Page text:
Reading these stories, I was reminded of my own experience seeing a cell phone ban go into effect. In 2022, I taught at Francisco Middle School for a few weeks while the school worked to hire a permanent Health Ed teacher. I happened to be there just as the school implemented a new ban on cellphones - it was one of several schools in San Francisco Unified that elected to use Yondr pouches to keep phones away during school hours.
Here’s how it worked: Every student got their own Yondr pouch, which they were responsible for bringing to school every day. School staff members (administrators, security guards, etc.) would greet students at the door when they arrived at school, making sure students locked their devices away in their personal Yondr pouches.
The students keep the pouches with them all day, but couldn’t access the phones inside until school let out. After the last bell rang, school staff members would open the pouches with a magnetic unlocking device, making the phones available to use again.
Its not as complicated as it might sound - here’s a quick demo showing how it works:
The biggest concern from families about efforts like this is often “How will I reach my child in a crisis, like a school shooting?” That is a real worry, and I think any school putting cell phone restrictions in place will need to address it.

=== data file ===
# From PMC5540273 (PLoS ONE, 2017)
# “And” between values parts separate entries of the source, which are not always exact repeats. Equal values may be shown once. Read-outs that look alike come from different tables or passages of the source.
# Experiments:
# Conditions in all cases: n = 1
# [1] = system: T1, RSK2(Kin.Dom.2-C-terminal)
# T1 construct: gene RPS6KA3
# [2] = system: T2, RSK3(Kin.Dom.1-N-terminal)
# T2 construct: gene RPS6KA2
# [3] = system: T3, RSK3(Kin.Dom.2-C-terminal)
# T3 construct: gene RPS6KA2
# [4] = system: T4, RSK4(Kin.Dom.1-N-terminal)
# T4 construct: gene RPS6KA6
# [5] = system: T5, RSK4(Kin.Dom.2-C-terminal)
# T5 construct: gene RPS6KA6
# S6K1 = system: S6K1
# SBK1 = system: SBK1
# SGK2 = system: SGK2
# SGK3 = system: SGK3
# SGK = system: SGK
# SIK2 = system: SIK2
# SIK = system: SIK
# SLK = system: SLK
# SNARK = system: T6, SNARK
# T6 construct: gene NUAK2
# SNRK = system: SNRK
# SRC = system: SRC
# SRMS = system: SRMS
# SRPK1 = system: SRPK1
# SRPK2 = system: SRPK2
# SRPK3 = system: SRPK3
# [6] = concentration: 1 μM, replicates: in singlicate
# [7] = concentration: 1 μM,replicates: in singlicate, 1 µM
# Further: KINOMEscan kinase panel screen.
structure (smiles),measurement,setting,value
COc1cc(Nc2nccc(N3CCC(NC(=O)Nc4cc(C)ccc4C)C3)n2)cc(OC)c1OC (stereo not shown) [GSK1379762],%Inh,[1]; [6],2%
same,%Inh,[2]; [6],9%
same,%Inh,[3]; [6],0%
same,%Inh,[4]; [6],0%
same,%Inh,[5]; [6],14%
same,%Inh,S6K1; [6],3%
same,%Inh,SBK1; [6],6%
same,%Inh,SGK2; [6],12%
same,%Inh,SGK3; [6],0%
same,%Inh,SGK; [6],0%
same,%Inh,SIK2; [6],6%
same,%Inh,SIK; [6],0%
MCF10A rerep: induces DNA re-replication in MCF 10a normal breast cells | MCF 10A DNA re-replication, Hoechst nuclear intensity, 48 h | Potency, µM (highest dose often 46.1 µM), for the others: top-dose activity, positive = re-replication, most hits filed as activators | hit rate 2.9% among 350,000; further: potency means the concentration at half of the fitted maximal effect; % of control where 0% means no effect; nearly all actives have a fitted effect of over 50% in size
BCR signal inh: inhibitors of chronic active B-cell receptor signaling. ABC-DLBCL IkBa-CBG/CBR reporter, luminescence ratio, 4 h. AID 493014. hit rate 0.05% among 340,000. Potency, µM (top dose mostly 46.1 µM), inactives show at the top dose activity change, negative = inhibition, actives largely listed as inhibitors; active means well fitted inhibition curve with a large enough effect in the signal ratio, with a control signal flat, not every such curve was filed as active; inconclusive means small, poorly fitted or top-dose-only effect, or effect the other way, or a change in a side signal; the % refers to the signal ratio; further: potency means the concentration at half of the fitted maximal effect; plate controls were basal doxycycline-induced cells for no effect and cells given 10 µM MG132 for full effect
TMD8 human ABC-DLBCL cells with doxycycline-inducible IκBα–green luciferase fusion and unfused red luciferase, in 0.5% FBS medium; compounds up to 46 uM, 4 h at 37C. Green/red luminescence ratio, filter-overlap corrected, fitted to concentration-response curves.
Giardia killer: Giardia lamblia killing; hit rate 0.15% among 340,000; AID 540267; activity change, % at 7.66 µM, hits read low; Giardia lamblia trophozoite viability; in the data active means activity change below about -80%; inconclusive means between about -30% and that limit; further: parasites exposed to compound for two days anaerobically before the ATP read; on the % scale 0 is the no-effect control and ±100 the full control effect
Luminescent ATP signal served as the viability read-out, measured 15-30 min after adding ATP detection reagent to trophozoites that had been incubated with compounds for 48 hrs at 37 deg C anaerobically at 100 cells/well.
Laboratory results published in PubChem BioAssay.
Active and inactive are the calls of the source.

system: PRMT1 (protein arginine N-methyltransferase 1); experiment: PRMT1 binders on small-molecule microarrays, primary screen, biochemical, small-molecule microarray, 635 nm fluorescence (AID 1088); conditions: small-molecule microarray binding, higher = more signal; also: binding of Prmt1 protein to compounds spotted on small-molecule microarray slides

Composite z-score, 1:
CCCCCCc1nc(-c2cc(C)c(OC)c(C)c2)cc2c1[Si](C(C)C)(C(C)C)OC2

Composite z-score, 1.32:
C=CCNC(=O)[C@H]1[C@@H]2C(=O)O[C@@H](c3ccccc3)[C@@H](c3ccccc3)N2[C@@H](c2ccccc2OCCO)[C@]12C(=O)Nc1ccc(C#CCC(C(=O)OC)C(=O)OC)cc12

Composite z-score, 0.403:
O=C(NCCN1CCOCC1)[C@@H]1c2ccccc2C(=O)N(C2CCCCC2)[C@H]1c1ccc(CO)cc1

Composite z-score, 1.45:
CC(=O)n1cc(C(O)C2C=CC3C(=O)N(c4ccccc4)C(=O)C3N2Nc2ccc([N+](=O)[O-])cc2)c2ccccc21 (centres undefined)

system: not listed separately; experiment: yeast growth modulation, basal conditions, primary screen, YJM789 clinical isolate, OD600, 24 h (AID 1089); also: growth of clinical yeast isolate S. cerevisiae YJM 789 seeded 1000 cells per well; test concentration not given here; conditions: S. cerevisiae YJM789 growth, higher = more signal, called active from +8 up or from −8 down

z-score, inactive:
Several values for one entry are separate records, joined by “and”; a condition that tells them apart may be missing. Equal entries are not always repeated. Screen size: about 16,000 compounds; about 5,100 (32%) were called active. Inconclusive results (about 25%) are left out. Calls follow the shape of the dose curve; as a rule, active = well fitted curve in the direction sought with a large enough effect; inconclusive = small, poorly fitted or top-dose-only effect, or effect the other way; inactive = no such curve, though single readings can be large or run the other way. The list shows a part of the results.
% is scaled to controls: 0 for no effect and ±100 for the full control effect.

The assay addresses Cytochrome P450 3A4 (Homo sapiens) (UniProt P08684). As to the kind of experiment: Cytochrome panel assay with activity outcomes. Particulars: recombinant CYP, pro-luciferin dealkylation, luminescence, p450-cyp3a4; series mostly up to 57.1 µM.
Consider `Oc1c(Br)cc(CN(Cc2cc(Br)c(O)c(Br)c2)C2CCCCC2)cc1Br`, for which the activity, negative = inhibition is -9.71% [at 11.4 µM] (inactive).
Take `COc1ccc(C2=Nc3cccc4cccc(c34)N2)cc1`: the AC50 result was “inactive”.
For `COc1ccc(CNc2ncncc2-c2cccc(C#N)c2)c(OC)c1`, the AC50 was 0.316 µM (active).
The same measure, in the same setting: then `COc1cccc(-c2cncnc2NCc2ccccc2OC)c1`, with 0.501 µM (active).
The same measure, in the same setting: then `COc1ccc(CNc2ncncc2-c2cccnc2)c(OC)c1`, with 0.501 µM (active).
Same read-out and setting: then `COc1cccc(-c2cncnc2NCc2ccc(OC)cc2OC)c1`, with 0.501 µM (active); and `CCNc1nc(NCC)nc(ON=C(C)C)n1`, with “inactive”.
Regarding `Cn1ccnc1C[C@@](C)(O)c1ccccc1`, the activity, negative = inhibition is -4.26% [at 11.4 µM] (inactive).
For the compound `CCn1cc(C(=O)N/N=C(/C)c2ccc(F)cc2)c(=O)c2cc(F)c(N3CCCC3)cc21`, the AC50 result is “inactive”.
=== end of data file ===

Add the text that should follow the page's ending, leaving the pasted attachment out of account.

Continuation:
One example of how to do that is shown in this letter introducing a cell phone ban to families from Martin Luther King Jr. Middle School in San Francisco, which assures families that “School staff will be able to unlock a Yondr pouch in a matter of seconds for students once they are in a safe and secure location.”
In addition to answering questions about safety, they also talked up the benefits of using the pouches, citing these statistics from a Yondr study of 900 school partners:
65% of schools saw an improvement in academic performance
74% of schools saw an improvement in student behavior
83% of schools saw an improvement in student engagement in the classroom
Yondr pouches are not a perfect solution, because some students may really need their phones in school. For example, some students with disabilities regularly use phone-based tools to better access material in class, and students who are learning English often use their phones for translation help. In cases like these, schools may need to make accommodations.
As a teacher, I can say that not having cell phones out in class does change students’ behavior and attention dramatically - but any schools that put a new ban in place should expect a lot of complaints from students when it first rolls out, even if they may come to appreciate it eventually.
Whatever solutions schools settle on, It’s always better to implement them school-wide, and have the expectations be the same in every room on campus. The more we can avoid having individual teachers tasked with cell phone enforcement, the better. Let teachers focus on teaching and let non-classroom staff deal with the phones.
Do You Think Schools Should Ban Cellphones? I’d Love to Know What You Think!
Please comment on this post and tell us what you think schools should do about students and cellphones. Feel free to specify your geographic region and your relationship to this issue (Parent? Teacher? Student? Considered citizen?) We don’t all have to have the same opinion (wouldn’t that be boring?) but please treat your fellow readers with respect.